Interest climbing in new Behchokǫ̀ rock climbing wall

Youth testing out the new climbing wall in April. (Photo courtesy of Colinda Blondin)

The new climbing wall in Behchokǫ̀ has led to more and more community members taking up the sport.

Colinda Blondin, recreation manager for Behchokǫ̀, said the climbing wall opened last October. She said that even though the COVID-19 pandemic threw a wrench into the community’s plan to have the wall finish sooner due to the need for expertise from Edmonton to install it, the wall has been received well since opening.

“Not a lot of people took it up at the beginning, but it’s slowly been working up,” she said.

“Now we’ve got our staff trained and recently had our spring carnival so people were checking out the program.”

Blondin said there has been a mix of adults, kids and teens participating in the drop-in program and people are really starting to take to wall climbing.

A core group of staff, enthusiasts and volunteers have driven the success of the program, according to Blondin. Some are even former rock climbers from the south who work and live in Behchokǫ̀.

She now hopes that partnering with the Yellowknife Climbing Club (YKCC) will help drive interest in the program and more activities can be planned in the future.

Community visit

The YKCC will be taking a trip out to Behchokǫ̀’s Kǫ̀ Gocho Sportsplex Centre on April 25 with 10 youths to get an early start to their mostly-outdoors climbing season.

Jean-Fraincois Dufor, president of the non-profit climbing club, said he is excited to be going getting out to Behchokǫ̀, especially since COVID-19 health restrictions has limited his club’s access to Yellowknife’s only indoor climbing wall at the Fieldhouse.

“The Fieldhouse in Yellowknife only has the capacity for five climbers inside, so that makes it hard to create or promote an event, but now we can have up to 20 climbers in Behchokǫ̀.”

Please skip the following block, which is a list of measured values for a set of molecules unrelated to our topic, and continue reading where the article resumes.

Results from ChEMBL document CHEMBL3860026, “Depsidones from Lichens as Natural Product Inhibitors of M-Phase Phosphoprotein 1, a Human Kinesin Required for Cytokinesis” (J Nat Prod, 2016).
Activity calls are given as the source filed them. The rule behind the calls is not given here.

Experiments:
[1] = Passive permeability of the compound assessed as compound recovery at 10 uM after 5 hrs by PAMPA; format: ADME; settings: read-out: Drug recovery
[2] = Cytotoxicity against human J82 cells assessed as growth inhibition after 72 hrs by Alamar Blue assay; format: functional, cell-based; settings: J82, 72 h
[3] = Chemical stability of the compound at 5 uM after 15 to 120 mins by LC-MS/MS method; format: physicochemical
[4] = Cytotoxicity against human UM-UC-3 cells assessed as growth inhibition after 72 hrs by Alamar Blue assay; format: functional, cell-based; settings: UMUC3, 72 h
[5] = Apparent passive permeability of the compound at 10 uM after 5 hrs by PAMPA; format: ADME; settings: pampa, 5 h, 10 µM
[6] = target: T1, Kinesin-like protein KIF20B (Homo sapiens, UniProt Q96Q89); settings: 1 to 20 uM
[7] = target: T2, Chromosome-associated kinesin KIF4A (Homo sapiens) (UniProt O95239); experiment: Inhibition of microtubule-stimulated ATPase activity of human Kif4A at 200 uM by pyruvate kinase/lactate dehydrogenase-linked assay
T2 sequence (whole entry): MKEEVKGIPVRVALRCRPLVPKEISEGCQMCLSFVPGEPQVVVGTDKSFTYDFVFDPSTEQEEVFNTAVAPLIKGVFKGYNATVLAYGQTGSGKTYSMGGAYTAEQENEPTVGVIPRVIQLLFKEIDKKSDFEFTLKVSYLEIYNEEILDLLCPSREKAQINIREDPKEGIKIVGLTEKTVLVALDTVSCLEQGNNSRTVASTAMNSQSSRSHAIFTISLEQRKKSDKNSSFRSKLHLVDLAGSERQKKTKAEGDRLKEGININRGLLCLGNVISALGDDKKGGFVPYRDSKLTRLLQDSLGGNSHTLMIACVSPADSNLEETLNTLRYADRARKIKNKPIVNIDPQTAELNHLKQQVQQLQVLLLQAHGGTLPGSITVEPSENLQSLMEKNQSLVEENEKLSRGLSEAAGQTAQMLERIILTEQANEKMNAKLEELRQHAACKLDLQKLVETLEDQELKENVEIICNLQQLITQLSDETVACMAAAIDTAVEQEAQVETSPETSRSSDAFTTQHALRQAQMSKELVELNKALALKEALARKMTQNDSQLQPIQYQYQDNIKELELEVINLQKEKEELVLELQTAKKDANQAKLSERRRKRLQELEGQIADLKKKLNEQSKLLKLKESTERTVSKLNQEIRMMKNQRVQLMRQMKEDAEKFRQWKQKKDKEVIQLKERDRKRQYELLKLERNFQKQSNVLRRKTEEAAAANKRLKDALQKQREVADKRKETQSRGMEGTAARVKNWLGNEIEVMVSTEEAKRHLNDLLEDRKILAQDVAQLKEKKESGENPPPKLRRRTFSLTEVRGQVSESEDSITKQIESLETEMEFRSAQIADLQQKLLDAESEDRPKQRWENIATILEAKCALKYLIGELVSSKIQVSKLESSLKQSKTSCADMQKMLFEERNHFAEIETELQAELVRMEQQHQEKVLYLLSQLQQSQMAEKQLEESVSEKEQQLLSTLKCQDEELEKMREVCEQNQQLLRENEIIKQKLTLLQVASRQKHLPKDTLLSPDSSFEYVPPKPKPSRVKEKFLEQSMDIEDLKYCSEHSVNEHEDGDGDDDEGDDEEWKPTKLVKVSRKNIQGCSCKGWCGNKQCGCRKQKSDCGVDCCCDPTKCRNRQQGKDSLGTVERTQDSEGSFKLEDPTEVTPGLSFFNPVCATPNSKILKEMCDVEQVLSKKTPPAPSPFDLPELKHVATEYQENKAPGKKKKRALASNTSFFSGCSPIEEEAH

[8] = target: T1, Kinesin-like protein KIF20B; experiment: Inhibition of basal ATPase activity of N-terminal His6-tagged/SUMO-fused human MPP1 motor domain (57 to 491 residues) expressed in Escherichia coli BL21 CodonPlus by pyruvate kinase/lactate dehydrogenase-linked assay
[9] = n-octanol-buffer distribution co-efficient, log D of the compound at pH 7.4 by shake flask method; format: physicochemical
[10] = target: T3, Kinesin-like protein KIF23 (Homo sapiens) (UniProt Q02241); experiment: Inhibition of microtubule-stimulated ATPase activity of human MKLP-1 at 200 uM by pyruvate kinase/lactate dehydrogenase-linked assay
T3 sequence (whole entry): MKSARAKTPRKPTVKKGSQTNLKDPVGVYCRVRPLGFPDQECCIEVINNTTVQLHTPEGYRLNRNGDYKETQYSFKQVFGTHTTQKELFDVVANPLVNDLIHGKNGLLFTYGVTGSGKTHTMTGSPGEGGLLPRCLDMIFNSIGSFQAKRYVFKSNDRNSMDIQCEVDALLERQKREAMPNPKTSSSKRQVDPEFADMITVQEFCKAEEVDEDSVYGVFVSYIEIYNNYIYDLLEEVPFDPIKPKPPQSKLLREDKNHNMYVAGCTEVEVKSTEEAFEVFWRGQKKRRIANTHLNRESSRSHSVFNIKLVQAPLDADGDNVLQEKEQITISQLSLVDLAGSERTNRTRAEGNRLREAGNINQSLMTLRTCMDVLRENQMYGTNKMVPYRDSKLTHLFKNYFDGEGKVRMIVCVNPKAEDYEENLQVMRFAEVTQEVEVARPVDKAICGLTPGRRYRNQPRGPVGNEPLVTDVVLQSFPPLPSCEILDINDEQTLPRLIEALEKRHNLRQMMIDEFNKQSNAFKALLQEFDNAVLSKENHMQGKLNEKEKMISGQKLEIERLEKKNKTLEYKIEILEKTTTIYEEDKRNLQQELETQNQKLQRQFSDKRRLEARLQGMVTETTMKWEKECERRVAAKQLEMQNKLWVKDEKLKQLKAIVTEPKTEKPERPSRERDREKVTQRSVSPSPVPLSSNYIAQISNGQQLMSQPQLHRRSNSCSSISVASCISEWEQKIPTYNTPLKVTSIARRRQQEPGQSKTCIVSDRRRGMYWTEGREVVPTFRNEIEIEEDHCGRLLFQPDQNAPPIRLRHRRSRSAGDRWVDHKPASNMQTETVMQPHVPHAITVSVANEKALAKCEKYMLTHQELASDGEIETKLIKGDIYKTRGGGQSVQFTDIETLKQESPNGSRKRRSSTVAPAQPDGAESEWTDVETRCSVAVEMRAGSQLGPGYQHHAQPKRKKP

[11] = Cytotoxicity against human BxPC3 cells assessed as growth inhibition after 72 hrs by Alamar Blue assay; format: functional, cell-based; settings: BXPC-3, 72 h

Dufor said the goal of the trip is to check out the facility and meet climbers in Behchokǫ̀, to share some tips and techniques with young climbers, and share the passion for climbing.

He also said there has been a lot of enthusiasm since he started promoting the trip and has already received more requests to join than he could accommodate.

“If there is a success, we hope to go again to bring different groups and climbers. The sky is the limit, you just have to make it happen. In the future, I’d love to have some kind of competition climbing there. That’s some stuff I’d love to see in the future.”

Dufor said he enjoys working with youth as they often overcome fears and gain confidence the more time they spend climbing.

“It’s a full body workout, the community is awesome and it involves a lot of problem solving,”

He said it is very rewarding to see young climbers work through getting stuck on the wall and finding ways to maneuver their way to the top.

“They get super excited and that’s the beauty of it.”

Blondin said she’s always excited to have people visit the community and see what it has to offer.

“Behchokǫ̀ is so lucky to be an hour down the road to allow this, but I’m pretty sure the people coming in have likely never been to Behchokǫ̀,” she said.

For Blondin, being able to provide recreational programming in her community has been very rewarding.

“I always say there’s sewer and roads to deal with, and that’s important, but you can’t forget about recreation.”

“It’s about sharing the love and letting people know there is a safe place to go…and it’s an encouraging environment.”

Blondin says during her one year contract she hopes to build and train a team of staff that will carry on good work in the community so there will continue to be quality programming in her community.

About the Author

Brett McGarry
Brett is a digital and broadcast reporter for CKLB Radio. He has been living in Yellowknife since January of 2019 after moving from Ontario. He graduated from Humber College and has worked for NNSL Media. You can reach him at